Decisions Are Like Birds
The city of Chicago was a congested place with many people travelling in different directions. Birds were perched across an electrical line. An American and a girl sat inside Harry’s Bar and American Grill. They were waiting for a phone call that would change everything.
“Decisions are like birds,” the girl said.
“How?” the man said.
“Look at those birds on the electrical line. Each one is waiting,” the girl said.
“What do you mean?” the man said.
A huge gust of wind flew across the street outside the grill. The girl simply glared outside the windows at the birds. A couple of them flew away because they could not handle the wind. People continued to scurry past each other trying to get to their destinations.
“I only want what is best for you,” the husband said.
“But everything can change,” the girl retorted. “Why can’t we continue the life we are living right now?”
“We simply can’t. Can’t you see how much we are struggling?” the husband replied.
“But I love you,” the wife said.
“I know you do, and I know that things will eventually get better because I trust you,” the husband replied.
The outside of the window continued to change. A lady had dropped all of her files as she crossed paths with another man. Nobody bothered to help and continued to mind their business. Every man was for himself. Another gust of wind blew, forcing more birds off of their resting position and into the air.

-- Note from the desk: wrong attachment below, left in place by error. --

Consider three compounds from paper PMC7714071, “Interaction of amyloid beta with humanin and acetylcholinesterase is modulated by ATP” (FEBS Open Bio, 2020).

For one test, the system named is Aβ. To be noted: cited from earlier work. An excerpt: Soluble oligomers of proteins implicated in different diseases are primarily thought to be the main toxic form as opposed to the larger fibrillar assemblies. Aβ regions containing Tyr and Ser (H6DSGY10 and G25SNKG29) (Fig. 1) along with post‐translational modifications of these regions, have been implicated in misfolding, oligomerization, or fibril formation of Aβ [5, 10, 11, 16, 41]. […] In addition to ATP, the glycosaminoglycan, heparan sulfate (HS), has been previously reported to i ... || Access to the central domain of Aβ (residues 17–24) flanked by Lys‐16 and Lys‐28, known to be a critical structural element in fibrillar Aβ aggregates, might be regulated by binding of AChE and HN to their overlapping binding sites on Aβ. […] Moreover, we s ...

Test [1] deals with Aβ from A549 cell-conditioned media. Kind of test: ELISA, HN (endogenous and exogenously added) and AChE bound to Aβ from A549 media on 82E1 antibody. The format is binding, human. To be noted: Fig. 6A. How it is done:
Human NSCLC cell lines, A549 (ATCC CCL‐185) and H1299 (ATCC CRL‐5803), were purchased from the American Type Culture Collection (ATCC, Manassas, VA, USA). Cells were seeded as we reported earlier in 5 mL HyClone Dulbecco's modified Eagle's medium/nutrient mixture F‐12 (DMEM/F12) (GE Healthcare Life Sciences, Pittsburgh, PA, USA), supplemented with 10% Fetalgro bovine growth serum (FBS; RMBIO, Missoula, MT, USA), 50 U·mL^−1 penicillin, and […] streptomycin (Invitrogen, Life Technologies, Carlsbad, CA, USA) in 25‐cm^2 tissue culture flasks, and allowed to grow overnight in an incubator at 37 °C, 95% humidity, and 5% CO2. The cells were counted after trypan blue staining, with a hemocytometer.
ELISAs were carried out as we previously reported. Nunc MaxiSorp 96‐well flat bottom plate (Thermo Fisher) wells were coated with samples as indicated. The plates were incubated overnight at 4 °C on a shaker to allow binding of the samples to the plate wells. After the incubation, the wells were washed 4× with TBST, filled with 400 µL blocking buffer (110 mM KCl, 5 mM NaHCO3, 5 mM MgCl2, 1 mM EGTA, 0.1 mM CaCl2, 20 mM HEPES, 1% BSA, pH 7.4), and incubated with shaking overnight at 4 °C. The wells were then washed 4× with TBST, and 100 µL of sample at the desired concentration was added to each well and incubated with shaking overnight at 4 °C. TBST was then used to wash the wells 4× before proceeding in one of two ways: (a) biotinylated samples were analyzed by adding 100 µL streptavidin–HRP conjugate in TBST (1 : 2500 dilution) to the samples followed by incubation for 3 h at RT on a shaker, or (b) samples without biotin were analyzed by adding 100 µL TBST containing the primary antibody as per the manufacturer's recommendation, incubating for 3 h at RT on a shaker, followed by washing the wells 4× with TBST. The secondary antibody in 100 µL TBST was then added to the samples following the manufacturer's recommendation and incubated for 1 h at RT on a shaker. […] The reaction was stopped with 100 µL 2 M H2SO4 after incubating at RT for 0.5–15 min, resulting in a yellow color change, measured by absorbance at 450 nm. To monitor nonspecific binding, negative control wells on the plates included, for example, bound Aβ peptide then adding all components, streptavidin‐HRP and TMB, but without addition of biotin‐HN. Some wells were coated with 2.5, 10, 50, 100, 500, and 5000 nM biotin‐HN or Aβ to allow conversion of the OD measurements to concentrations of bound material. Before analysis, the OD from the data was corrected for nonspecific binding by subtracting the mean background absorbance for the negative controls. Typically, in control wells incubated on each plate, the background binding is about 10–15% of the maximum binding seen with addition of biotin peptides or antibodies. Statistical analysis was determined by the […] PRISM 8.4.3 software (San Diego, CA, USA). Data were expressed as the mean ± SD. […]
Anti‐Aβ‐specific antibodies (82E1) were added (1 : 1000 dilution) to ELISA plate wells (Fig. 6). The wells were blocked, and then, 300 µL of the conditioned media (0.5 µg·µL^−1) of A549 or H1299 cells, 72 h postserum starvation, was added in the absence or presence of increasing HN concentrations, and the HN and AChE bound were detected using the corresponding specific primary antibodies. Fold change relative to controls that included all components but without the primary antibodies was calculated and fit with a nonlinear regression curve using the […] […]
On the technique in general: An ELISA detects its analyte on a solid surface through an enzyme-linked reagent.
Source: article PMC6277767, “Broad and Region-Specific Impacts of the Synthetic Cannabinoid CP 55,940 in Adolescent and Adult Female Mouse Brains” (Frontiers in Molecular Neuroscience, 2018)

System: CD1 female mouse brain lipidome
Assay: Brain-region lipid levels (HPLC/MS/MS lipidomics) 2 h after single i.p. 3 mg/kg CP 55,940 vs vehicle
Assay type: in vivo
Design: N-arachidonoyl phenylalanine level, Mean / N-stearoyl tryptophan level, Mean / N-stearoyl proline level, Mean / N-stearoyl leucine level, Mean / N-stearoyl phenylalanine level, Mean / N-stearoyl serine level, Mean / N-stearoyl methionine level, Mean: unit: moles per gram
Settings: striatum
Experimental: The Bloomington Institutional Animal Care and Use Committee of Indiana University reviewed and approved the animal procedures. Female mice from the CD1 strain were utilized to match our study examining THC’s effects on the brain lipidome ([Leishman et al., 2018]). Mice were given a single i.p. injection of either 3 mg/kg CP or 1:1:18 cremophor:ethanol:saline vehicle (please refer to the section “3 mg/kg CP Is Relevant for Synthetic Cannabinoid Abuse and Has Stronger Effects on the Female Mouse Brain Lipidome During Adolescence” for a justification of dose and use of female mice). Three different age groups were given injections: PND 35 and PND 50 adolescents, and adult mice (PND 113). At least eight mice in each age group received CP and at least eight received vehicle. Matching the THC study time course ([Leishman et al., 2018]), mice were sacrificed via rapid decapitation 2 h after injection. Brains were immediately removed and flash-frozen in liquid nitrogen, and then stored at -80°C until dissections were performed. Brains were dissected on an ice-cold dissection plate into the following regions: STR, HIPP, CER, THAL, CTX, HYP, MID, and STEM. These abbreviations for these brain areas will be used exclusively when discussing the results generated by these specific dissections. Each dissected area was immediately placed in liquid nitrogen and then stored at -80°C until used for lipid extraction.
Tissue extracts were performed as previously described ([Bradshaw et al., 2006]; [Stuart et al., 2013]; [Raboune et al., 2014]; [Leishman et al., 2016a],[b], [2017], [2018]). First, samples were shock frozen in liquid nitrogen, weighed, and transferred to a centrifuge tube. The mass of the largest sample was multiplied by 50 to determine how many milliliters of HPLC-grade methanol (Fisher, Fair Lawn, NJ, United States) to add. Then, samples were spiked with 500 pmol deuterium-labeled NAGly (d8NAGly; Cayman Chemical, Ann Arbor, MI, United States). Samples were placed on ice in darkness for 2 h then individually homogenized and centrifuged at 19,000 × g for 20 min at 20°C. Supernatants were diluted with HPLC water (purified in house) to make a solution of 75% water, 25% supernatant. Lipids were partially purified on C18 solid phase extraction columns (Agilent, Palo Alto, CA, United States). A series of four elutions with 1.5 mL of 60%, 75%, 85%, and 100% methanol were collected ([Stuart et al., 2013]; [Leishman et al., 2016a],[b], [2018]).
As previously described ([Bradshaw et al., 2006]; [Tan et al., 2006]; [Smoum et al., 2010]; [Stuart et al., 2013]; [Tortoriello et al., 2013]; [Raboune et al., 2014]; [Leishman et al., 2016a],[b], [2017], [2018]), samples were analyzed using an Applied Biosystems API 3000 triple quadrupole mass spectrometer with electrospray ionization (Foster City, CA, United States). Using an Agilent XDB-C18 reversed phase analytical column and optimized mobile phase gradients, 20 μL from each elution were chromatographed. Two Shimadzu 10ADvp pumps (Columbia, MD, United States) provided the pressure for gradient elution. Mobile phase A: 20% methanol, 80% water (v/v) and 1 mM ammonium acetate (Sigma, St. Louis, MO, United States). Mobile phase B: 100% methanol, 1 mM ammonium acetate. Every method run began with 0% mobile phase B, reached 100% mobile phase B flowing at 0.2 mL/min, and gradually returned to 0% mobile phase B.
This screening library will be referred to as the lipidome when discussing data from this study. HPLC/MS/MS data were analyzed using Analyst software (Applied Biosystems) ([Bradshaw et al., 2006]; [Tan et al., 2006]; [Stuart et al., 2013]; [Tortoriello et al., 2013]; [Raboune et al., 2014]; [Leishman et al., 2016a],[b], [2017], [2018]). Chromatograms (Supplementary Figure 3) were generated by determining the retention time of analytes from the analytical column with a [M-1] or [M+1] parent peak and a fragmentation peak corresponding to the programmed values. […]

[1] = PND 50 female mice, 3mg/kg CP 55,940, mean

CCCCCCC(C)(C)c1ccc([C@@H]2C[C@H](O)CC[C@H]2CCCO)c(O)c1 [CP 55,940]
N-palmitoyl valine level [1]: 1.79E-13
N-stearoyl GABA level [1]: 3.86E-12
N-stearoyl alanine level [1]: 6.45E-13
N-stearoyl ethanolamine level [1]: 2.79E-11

“Don’t you see the birds?” the wife replied. “They all want to come back to the same spot. However, the wind blows them in different directions. Who knows if they will ever end up back at the same place?”
“That won’t happen to us. I love you too much to let that happen,” the husband assured his wife.
“I can’t bear the thought of separating from you forever,” the wife slowly said.
The husband placed his hands around his wife’s. A tear moved slowly down the girl’s cheek. She looked back at the electrical line to see that there were only two more birds remaining. The two little birds supported each other with their wings. The traffic outside had come down to a minimum too. Everyone had made their decisions and had reached their destinations. The phone rang. Now, it was her turn. As she picked up the phone a thought came across her.
“Wait hold on,” she said.
She rushed out of the bar, only to see that the remaining two birds had been forced of the electrical line by the wind.